I’m a security nut. I mean, I write a security-focused technology blog for goodness sake, I’m hardly revealing national secrets here. But hold on, I’m writing this on a WordPress blog. You only need to check out the CVE register to see an unnervingly large list of WordPress vulnerabilities. If I was really serious about security, surely I would have a bespoke website created, right? Well, probably, yeah, but this is secure enough for now. But how secure is secure-enough?
What Am I Scared Of?
Me? I’m scared of everything on the Internet! They’re all out to get me! Okay, while I’m not quite as the stage of covering the windows in tin-foil, I do have a well founded distrust of all information systems. Information systems all have their weaknesses, and it depends on how motivated a bad-actor is to find those weaknesses as to how long those weaknesses hold up under pressure.
I grew up the son of a mechanic, and I’m car daft, so I like to use lots of car analogies to make this stuff all make sense. You probably carry around a spare tyre, or at least one of those crazy tyre-hole-fixy-doo-dah’s (yes, that is the technical term for them), but you don’t carry two. You really don’t want to get a puncture, and it’s pretty unlikely, but it might happen. But carrying two spare tyres would be too much weight and expense to keep up, so we make do with the amount of capacity for failure we have. Information systems are exactly the same. They have a good amount of fail-safe technology built in, but if something massively happens, it’s going to buckle.
However, if you’re in a combat situation and a flat tyre might cost lives, you spend the money to protect against that. You buy a tank! Tanks cost a few million quid, so you only use one when it is absolutely critical that nothing stops your progress from here to there. Edge cases can be carefully considered and designed around. No expense is spared.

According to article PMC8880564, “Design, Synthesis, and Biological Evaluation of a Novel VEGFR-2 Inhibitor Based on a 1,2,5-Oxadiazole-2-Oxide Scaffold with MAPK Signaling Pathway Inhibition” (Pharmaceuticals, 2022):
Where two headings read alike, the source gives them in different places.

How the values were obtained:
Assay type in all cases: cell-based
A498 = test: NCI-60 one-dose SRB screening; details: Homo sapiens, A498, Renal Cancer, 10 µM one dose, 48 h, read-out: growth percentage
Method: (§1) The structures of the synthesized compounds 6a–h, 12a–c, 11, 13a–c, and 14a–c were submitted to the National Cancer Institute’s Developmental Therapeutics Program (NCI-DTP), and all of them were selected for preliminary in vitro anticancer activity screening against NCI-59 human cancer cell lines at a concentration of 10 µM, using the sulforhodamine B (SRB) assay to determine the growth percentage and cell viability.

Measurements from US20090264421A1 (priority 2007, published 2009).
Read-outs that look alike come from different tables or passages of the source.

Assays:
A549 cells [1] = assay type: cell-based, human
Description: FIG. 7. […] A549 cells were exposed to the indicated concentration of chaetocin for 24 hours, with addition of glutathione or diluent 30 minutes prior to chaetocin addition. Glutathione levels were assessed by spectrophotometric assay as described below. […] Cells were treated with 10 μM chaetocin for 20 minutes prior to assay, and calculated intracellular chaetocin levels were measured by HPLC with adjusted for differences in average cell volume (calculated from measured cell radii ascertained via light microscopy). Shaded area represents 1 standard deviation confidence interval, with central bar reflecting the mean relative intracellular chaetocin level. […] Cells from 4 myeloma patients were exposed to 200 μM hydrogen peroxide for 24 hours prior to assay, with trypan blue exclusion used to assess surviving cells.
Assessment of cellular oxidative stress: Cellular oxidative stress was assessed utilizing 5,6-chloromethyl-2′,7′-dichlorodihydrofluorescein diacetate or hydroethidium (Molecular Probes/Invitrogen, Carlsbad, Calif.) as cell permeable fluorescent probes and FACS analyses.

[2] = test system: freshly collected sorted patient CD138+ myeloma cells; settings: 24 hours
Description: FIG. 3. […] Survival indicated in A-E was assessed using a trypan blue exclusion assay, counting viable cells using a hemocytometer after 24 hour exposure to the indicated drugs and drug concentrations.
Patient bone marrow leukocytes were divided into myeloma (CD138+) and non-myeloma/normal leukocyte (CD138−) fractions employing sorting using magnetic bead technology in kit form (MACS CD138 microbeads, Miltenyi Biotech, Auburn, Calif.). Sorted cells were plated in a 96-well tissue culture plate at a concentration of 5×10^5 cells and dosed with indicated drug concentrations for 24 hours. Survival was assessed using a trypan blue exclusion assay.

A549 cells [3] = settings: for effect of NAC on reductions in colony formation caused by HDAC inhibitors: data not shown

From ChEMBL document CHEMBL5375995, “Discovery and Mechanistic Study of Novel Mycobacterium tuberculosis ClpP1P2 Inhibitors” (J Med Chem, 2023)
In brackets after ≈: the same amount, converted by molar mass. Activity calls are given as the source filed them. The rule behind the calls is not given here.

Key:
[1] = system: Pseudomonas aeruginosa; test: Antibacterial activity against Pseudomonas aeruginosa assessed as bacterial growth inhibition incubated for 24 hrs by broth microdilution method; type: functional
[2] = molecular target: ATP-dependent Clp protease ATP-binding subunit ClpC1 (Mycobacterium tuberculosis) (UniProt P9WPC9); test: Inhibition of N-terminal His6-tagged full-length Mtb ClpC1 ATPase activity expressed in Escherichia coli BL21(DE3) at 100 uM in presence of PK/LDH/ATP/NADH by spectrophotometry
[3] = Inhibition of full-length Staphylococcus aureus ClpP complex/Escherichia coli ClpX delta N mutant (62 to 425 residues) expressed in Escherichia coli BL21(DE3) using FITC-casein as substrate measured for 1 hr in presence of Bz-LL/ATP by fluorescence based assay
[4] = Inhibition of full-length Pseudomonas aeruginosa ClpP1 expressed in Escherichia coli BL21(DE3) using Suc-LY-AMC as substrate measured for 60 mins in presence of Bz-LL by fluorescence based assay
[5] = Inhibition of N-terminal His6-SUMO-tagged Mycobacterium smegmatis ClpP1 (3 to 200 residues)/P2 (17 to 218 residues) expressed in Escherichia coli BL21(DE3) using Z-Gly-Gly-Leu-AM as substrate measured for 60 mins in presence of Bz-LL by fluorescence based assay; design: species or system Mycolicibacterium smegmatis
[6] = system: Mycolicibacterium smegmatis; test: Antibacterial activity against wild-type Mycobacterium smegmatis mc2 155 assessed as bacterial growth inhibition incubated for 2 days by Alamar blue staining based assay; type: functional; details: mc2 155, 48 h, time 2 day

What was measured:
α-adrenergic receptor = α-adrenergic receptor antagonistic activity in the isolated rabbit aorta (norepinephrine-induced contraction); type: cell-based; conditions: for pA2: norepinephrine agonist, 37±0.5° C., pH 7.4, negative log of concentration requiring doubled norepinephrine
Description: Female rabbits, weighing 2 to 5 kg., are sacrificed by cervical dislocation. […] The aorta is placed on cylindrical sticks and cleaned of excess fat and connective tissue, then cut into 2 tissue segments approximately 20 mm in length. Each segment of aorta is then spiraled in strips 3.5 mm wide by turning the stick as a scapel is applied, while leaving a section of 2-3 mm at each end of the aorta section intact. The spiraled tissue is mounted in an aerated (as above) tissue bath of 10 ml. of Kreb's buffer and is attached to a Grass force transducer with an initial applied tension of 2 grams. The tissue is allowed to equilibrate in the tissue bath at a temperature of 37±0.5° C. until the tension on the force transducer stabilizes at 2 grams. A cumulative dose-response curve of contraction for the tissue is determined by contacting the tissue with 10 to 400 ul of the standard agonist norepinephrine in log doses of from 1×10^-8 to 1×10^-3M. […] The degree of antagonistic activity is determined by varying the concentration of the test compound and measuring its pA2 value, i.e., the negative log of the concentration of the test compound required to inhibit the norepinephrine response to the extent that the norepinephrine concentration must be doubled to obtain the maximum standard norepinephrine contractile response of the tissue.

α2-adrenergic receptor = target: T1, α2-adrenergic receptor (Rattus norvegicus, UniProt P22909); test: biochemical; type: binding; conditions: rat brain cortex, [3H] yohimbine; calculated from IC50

Our website is more of a VW Golf than a Sherman Tank.
How Are Your Systems Used?
As I mentioned, my website is secure enough for my use. I do not take payments for anything, I don’t store customer data anywhere near the web server. There were ten WordPress core vulnerabilities reported in 2019, and while succumbing to one of those would be embarrassing, that’s all it would be.
But what do your information systems do? Do you keep lots of information about your clients on web-accessible systems? And what would be the impact if the worst were to happen? If the answer is “not a lot”, then you should be able to sleep at night.
Low Hanging Fruit
When we talk about low-hanging fruit, we’re talking about the things which are the easiest to get at. In this case, I’m talking about low-hanging fruit for both attackers, and administrators. (maybe check out our buzzword bingo post here to help you understand some more terminology.)
Attackers use automated techniques to scan the whole Internet, just looking for someone who hasn’t patched their system. If they find a target who didn’t patch against the known exploit in a software component that they use, it’s easy to exploit that vulnerability. Hacking into a fully patched system is infinitely more difficult. So just keeping your systems updated is a crucial step to security. It means we fly under the radar. Our systems never appear in lists of systems vulnerable to known attacks. Our systems are more trouble than they’re worth, unless we are being specifically targeted.
So if you want to do something to improve your cyber-security posture, just do the easy things first. Patch your servers. Switch on logging and automated Intrusion Detection Software (IDS). Usually this is baked right into the web hosting platforms we all use.
My Secure Data
I’ve been a bit gung-ho about security up to now in this post. I’m telling you just do the easy stuff and you’re probably fine. That is true, but I also said you should think about your systems, and how important they are.
I said my website doesn’t contain sensitive information, and that’s true, but my business does have sensitive information elsewhere. It is kept completely separate from the web facing servers, encrypted (using my own keys) and backed up in 2 places.
I could host my company’s email myself, on a server I manage. There would be lots of benefits to that too, and it would certainly be cheaper. But I host my mail with Google because they spend literally millions of pounds securing everyone’s email accounts for them. I pay a few pounds per mailbox per month, and I know I have the might of Google keeping spam and the majority of phishing emails out of my business. To me, it is a price well worth paying.
This is exactly the same argument for cloud-hosting in general. Sure, you can buy a whole server and all the maintenance nightmares they come with – or you can just buy the services you need as a subscription. My beauty sleep means more to me than a couple of pounds a month.